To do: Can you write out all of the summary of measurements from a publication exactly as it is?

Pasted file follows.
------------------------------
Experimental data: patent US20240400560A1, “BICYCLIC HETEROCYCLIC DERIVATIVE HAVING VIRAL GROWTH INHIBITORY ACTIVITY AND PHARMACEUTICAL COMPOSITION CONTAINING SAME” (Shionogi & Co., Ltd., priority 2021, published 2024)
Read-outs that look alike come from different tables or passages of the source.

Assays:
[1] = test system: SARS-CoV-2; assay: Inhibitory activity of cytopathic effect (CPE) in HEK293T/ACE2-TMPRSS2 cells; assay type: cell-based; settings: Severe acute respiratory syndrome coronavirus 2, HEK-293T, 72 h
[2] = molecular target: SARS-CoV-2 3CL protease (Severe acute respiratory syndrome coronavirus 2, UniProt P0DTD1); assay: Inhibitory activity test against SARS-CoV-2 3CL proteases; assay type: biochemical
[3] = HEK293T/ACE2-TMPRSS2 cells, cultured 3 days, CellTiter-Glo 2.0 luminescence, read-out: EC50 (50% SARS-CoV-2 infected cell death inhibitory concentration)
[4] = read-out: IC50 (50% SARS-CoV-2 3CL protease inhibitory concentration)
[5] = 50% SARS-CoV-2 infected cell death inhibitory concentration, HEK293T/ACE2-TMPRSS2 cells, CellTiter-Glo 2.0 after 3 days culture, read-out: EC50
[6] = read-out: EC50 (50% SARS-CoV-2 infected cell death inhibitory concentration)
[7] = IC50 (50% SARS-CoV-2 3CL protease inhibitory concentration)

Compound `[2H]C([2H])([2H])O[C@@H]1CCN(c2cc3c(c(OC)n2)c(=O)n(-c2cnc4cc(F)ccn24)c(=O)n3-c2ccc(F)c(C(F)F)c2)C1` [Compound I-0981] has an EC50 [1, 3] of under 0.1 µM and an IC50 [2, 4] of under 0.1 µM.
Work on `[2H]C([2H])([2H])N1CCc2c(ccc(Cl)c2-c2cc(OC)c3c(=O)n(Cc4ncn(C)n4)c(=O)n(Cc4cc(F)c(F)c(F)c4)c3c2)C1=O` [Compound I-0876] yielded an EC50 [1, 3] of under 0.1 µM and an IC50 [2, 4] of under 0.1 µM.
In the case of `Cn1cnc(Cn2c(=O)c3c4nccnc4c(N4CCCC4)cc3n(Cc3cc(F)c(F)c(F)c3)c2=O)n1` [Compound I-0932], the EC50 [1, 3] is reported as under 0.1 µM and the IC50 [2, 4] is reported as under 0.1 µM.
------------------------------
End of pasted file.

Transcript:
Experimental data: patent US20240400560A1, “BICYCLIC HETEROCYCLIC DERIVATIVE HAVING VIRAL GROWTH INHIBITORY ACTIVITY AND PHARMACEUTICAL COMPOSITION CONTAINING SAME” (Shionogi & Co., Ltd., priority 2021, published 2024)
Read-outs that look alike come from different tables or passages of the source.

Assays:
[1] = test system: SARS-CoV-2; assay: Inhibitory activity of cytopathic effect (CPE) in HEK293T/ACE2-TMPRSS2 cells; assay type: cell-based; settings: Severe acute respiratory syndrome coronavirus 2, HEK-293T, 72 h
[2] = molecular target: SARS-CoV-2 3CL protease (Severe acute respiratory syndrome coronavirus 2, UniProt P0DTD1); assay: Inhibitory activity test against SARS-CoV-2 3CL proteases; assay type: biochemical
[3] = HEK293T/ACE2-TMPRSS2 cells, cultured 3 days, CellTiter-Glo 2.0 luminescence, read-out: EC50 (50% SARS-CoV-2 infected cell death inhibitory concentration)
[4] = read-out: IC50 (50% SARS-CoV-2 3CL protease inhibitory concentration)
[5] = 50% SARS-CoV-2 infected cell death inhibitory concentration, HEK293T/ACE2-TMPRSS2 cells, CellTiter-Glo 2.0 after 3 days culture, read-out: EC50
[6] = read-out: EC50 (50% SARS-CoV-2 infected cell death inhibitory concentration)
[7] = IC50 (50% SARS-CoV-2 3CL protease inhibitory concentration)

Compound `[2H]C([2H])([2H])O[C@@H]1CCN(c2cc3c(c(OC)n2)c(=O)n(-c2cnc4cc(F)ccn24)c(=O)n3-c2ccc(F)c(C(F)F)c2)C1` [Compound I-0981] has an EC50 [1, 3] of under 0.1 µM and an IC50 [2, 4] of under 0.1 µM.
Work on `[2H]C([2H])([2H])N1CCc2c(ccc(Cl)c2-c2cc(OC)c3c(=O)n(Cc4ncn(C)n4)c(=O)n(Cc4cc(F)c(F)c(F)c4)c3c2)C1=O` [Compound I-0876] yielded an EC50 [1, 3] of under 0.1 µM and an IC50 [2, 4] of under 0.1 µM.
In the case of `Cn1cnc(Cn2c(=O)c3c4nccnc4c(N4CCCC4)cc3n(Cc3cc(F)c(F)c(F)c3)c2=O)n1` [Compound I-0932], the EC50 [1, 3] is reported as under 0.1 µM and the IC50 [2, 4] is reported as under 0.1 µM.